The Parish Church of St George the Martyr, Waterlooville


Some years ago, the St George’s annual Parish trip went to Arundel Castle where we learnt a little of the history of the Dukes of Norfolk.  This series of articles follows on from that trip to put in greater detail some of the history behind this famous family. This month we cover  the  13th Duke.

Sir Robert Howard, born 1385, died 1426

Sir John Howard  1st Duke, born 1420, died 1483 at Bosworth Field

Thomas Howard 2nd Duke, born 1444, died 1524

Thomas Howard 3rd Duke, born 1473, died 1554

Thomas  Howard 4th Duke, born 1538, beheaded 1572 attainted

Sir Philip Howard Earl of Arundel, born 1557, died 1595 (Saint Philip)

Thomas Howard Earl of Arundel , born 1585, died 1646 (Collector Earl)

Henry Frederick Earl of Arundel, born 1608, died 1652

Thomas 5th Duke  (from 1660), born  1627, died 1677

Henry 6th Duke, born 1629, died 1684

Henry 7th Duke, born 1655, died 1701

Thomas 8th Duke, born 1683, died 1732

Edward 9th Duke, born 1685, died 1777

Charles 10th Duke, born 1720, died 1786

Charles 11th Duke, born 1746, died 1815

Bernard Edward 12th Duke, born 1765, died 1842

Henry Charles 13th Duke, born 1791, died 1856

Henry Granville 14th Duke born 1815 died 1860

It is very difficult to write about Henry Granville Fitzalan-Howard, 14th Duke of Norfolk;  he was such an amiable, excellent and highly respected gentleman. He was described by his close friend Count Montalembert as the most noble, the most humble and the most pious nobleman of our times.  ‘No Saint could have had a more holier death’ wrote Fr Faber, a lifelong friend of the Duke. He used his position entirely for the service of God and the poor. He twice turned down the order of the Garter when offered it by Palmerston as he disapproved of his policies.  Henry and his wife were the most perfect expression of mid nineteenth century English Catholic society. Rich, aristocratic, cosmopolitan and devout, austere, self denying, they were tirelessly devoted to good works. They formed part of a group of nobles which was described as an aristocratic version of the Salvation Army, single handedly building churches and knitting vests for orphans!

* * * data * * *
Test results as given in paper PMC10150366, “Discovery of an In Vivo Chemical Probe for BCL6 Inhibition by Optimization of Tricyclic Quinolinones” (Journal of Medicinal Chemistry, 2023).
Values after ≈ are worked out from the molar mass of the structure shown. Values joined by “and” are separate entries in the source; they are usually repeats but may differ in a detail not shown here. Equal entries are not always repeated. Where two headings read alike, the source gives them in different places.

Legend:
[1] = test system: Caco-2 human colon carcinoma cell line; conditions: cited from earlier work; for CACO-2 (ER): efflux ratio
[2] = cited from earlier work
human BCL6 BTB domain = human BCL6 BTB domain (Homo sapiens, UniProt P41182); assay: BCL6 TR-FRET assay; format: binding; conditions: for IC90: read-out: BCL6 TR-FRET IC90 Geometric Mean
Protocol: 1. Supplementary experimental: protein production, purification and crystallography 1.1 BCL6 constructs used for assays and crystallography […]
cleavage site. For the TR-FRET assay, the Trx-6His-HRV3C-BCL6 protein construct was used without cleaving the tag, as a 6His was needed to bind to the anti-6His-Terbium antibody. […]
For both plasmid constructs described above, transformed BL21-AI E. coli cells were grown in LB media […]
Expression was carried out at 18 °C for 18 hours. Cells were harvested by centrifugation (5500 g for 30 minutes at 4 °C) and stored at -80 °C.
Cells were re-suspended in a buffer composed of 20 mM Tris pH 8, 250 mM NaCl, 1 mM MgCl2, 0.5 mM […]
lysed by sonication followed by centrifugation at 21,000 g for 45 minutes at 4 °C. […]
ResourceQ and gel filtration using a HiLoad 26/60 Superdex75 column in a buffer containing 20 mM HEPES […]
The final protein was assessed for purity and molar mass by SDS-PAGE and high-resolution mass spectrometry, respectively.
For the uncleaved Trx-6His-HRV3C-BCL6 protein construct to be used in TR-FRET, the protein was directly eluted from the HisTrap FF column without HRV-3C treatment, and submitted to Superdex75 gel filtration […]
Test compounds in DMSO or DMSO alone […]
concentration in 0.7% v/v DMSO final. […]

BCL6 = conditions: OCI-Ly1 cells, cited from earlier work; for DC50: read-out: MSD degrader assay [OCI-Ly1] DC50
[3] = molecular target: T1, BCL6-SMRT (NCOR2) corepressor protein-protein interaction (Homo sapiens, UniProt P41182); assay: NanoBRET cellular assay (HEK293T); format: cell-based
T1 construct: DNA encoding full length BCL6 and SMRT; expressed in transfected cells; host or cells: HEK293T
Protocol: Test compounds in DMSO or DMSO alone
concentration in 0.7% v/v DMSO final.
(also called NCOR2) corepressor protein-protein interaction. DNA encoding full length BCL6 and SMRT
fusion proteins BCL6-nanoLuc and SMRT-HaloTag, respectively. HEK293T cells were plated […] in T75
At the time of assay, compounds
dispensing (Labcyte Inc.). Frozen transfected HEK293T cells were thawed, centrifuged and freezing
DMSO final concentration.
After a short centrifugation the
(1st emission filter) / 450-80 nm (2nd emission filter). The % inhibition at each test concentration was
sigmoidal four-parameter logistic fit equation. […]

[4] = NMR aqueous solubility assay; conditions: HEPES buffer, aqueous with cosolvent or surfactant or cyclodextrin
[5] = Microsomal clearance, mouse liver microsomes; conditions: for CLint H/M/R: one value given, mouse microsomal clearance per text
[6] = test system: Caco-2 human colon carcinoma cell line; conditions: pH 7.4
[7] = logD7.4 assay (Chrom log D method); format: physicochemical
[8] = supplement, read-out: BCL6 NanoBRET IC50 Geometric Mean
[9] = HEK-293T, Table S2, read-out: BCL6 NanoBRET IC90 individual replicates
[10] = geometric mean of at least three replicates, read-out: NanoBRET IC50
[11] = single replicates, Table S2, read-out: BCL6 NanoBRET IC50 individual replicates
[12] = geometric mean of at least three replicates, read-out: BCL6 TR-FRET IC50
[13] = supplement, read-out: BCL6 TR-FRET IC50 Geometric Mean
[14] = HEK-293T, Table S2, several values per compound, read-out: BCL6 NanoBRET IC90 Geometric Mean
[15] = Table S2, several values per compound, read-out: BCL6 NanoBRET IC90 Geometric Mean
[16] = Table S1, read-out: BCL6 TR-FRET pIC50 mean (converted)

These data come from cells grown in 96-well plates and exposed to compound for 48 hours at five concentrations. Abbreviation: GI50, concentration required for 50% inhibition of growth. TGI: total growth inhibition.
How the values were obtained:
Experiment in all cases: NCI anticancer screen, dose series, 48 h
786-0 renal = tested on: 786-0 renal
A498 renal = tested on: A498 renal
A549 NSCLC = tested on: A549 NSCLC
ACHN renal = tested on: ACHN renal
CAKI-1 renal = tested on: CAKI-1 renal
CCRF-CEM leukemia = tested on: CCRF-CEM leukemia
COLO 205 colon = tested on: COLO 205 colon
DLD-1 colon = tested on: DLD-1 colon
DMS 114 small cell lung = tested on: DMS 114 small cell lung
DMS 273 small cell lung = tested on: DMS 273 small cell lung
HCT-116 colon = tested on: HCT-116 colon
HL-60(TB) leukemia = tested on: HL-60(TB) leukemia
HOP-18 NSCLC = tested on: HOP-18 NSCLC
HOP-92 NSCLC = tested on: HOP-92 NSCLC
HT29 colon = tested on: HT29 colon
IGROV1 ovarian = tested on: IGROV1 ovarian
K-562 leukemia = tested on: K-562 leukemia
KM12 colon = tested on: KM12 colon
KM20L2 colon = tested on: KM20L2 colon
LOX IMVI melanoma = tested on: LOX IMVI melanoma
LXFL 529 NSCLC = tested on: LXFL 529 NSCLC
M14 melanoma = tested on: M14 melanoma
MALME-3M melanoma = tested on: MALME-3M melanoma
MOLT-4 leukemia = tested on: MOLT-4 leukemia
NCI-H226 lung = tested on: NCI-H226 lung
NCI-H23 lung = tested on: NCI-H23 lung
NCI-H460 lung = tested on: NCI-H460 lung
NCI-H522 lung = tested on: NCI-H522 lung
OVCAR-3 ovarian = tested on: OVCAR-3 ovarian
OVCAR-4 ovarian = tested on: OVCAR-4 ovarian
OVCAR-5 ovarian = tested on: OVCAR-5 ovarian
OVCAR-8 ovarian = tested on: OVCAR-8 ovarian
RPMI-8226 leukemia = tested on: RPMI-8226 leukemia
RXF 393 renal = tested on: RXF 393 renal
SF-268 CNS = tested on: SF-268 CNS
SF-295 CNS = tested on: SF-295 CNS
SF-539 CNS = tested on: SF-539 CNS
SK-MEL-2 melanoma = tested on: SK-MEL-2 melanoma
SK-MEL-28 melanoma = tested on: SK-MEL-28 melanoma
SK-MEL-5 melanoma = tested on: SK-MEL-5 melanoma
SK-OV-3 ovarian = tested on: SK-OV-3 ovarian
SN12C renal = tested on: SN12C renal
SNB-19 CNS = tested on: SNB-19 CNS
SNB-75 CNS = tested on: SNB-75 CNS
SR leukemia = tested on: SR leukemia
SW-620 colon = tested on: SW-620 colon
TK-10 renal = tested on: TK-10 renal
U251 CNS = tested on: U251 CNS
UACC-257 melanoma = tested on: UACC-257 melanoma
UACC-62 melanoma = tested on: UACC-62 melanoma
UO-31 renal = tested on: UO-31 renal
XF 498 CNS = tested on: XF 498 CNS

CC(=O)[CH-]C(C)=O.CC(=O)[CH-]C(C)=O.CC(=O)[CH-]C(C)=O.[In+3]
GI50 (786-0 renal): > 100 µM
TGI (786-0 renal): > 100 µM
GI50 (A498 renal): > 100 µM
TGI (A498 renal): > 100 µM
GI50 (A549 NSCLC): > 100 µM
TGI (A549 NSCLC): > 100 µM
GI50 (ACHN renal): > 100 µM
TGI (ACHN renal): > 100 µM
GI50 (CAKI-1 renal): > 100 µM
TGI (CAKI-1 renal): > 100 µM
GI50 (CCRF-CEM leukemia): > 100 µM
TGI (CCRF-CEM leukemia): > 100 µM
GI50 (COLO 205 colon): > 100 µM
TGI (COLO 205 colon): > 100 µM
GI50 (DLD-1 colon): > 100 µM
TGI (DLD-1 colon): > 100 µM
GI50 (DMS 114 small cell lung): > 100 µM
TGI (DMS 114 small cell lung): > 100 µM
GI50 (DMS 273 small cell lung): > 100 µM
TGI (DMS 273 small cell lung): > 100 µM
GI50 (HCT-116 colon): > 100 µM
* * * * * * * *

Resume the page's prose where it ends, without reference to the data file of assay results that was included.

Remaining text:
Henry was born on 7th November 1815 and was educated by private tutors and at Trinity College, Cambridge and served briefly in the Life Guards. He then travelled widely on the continent in the late 1830s and early 1840s before becoming the 14th Duke at the age of 41. However his tenure of the Dukedom was very brief. Known as ‘Fitz’ throughout his life, his European travels were to encourage him to forget a certain Miss Pitt whom his parents did not wish him to marry. During these travels he met a certain Miss Mary Minna Catherine Lyons to whom he became engaged.  Disraeli quipped that ‘he had escaped from the Pitt to fall into the Lyons mouth’. They were married in June 1839 and the Duchess, a firm Anglican at the time, but later converted to Catholicism becoming a strong adherent of that faith.

Henry was Member of Parliament for Arundel from 1837 to 1851 and Earl Marshall until his death in 1860. He also held the Honorary title of Member of Parliament for Limerick City in 1852.

Fitz’s frequent visits to France in the 1840s had the most profound impact on him. In Paris he was introduced to the small but influential Catholic party activists and he fell under the spell of some impressive Preachers who were then attracting large crowds to Paris churches with their stimulating and profound sermons.  It was all so different from his father’s and grandfather’s low key Catholicism. There were churches full of eager and enthusiastic young people of all classes listening to deep and well argued sermons as well as taking part in services of such splendour unknown in England.

The Duke put his experiences to work once back in England, on the one hand paying for the chapel at the oratory in Brompton and with the other building a private chapel at Arundel. His letters to the architect over the Arundel chapel were quite clear. He wanted to keep it massive and simple. He had intended the chapel work to be the first part of more major works to Arundel Castle but these were cut short by his untimely death.

Fitz spent most of his days as Duke seated at his desk in the library at Arundel, sitting with his wife who acted as his secretary, dealing with correspondence from the poor, the sick and the lonely, a task he undertook with heroic patience and good humour. He gave away most of his income to churches, schools, orphanages, almshouses, hospitals, convents and seminaries - the list is endless. He regarded himself as nothing more than the administrator of his goods for the benefit of God and his neighbours.

The Duchess was received into the church in 1856 and of their 11 children, (8 girls and three boys) three of the girls devoted their lives to good works. Their eldest daughter, Minna, became a Carmelite Nun, Lady Ethelreda became a Sister of Charity and Lady Margaret worked all her life in the slums of London.

The Duke, when he was only 43 contracted a painful and incurable disease of the liver and died two years later, though it was only in the last six weeks that he knew he was dying.  When told he said “Ah, well, since I have to die it behoves me to make a good death”. Pope Pius IX sent a last pontifical blessing, and the Duke confessed and received Holy Communion for the final time and died with his head on his wife’s shoulder and his family around him on 25th November 1860. He chose for his dying words, those of his ancestor and hero, Philip Howard, from the Tower in 1595.

Duke Henry and his wife Minna are both buried in the mausoleum in the Fitzalan chapel on the western grounds of Arundel castle. Henry was succeeded by his son Henry who became the 15th Duke of Norfolk.

Tony Rice-Oxley

Festival Edition 2012

The Dukes of Norfolk